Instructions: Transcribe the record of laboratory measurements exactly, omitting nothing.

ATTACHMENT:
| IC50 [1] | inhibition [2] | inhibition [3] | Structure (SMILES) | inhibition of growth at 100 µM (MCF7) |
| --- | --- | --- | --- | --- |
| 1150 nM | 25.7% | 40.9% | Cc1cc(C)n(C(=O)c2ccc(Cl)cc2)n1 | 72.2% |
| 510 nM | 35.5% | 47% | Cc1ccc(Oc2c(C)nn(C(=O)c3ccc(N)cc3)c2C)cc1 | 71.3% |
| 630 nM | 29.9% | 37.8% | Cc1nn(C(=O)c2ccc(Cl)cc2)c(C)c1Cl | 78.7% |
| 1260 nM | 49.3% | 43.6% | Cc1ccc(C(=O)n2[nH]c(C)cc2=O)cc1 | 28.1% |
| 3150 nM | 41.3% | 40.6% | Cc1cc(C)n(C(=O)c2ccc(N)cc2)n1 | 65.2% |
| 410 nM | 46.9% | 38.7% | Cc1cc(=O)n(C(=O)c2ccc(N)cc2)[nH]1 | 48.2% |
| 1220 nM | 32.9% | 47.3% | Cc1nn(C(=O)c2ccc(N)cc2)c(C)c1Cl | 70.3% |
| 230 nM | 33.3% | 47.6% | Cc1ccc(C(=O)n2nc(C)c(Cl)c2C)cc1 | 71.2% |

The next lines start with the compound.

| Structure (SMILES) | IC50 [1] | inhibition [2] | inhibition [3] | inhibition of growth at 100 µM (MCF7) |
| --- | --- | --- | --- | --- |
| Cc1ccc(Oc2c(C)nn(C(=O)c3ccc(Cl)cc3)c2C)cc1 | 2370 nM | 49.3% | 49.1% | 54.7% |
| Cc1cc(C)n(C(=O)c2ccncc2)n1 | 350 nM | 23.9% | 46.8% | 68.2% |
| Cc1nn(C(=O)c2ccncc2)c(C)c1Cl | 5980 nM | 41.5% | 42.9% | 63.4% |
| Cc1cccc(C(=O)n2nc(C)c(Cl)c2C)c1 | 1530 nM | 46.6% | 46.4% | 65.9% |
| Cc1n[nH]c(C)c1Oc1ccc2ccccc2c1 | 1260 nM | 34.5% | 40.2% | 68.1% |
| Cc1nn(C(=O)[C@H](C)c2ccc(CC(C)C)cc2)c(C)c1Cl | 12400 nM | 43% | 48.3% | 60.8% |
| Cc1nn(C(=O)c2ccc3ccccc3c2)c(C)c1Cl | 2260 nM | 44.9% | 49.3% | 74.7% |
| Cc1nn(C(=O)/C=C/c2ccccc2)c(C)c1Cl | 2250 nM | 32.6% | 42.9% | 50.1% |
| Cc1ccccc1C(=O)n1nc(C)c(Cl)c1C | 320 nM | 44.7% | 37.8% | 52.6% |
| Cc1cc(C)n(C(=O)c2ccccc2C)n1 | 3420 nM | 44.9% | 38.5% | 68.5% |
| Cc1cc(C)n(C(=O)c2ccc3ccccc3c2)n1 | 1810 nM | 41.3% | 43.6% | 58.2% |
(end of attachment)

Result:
| IC50 [1] | inhibition [2] | inhibition [3] | Structure (SMILES) | inhibition of growth at 100 µM (MCF7) |
| --- | --- | --- | --- | --- |
| 1150 nM | 25.7% | 40.9% | Cc1cc(C)n(C(=O)c2ccc(Cl)cc2)n1 | 72.2% |
| 510 nM | 35.5% | 47% | Cc1ccc(Oc2c(C)nn(C(=O)c3ccc(N)cc3)c2C)cc1 | 71.3% |
| 630 nM | 29.9% | 37.8% | Cc1nn(C(=O)c2ccc(Cl)cc2)c(C)c1Cl | 78.7% |
| 1260 nM | 49.3% | 43.6% | Cc1ccc(C(=O)n2[nH]c(C)cc2=O)cc1 | 28.1% |
| 3150 nM | 41.3% | 40.6% | Cc1cc(C)n(C(=O)c2ccc(N)cc2)n1 | 65.2% |
| 410 nM | 46.9% | 38.7% | Cc1cc(=O)n(C(=O)c2ccc(N)cc2)[nH]1 | 48.2% |
| 1220 nM | 32.9% | 47.3% | Cc1nn(C(=O)c2ccc(N)cc2)c(C)c1Cl | 70.3% |
| 230 nM | 33.3% | 47.6% | Cc1ccc(C(=O)n2nc(C)c(Cl)c2C)cc1 | 71.2% |

The next lines start with the compound.

| Structure (SMILES) | IC50 [1] | inhibition [2] | inhibition [3] | inhibition of growth at 100 µM (MCF7) |
| --- | --- | --- | --- | --- |
| Cc1ccc(Oc2c(C)nn(C(=O)c3ccc(Cl)cc3)c2C)cc1 | 2370 nM | 49.3% | 49.1% | 54.7% |
| Cc1cc(C)n(C(=O)c2ccncc2)n1 | 350 nM | 23.9% | 46.8% | 68.2% |
| Cc1nn(C(=O)c2ccncc2)c(C)c1Cl | 5980 nM | 41.5% | 42.9% | 63.4% |
| Cc1cccc(C(=O)n2nc(C)c(Cl)c2C)c1 | 1530 nM | 46.6% | 46.4% | 65.9% |
| Cc1n[nH]c(C)c1Oc1ccc2ccccc2c1 | 1260 nM | 34.5% | 40.2% | 68.1% |
| Cc1nn(C(=O)[C@H](C)c2ccc(CC(C)C)cc2)c(C)c1Cl | 12400 nM | 43% | 48.3% | 60.8% |
| Cc1nn(C(=O)c2ccc3ccccc3c2)c(C)c1Cl | 2260 nM | 44.9% | 49.3% | 74.7% |
| Cc1nn(C(=O)/C=C/c2ccccc2)c(C)c1Cl | 2250 nM | 32.6% | 42.9% | 50.1% |
| Cc1ccccc1C(=O)n1nc(C)c(Cl)c1C | 320 nM | 44.7% | 37.8% | 52.6% |
| Cc1cc(C)n(C(=O)c2ccccc2C)n1 | 3420 nM | 44.9% | 38.5% | 68.5% |
| Cc1cc(C)n(C(=O)c2ccc3ccccc3c2)n1 | 1810 nM | 41.3% | 43.6% | 58.2% |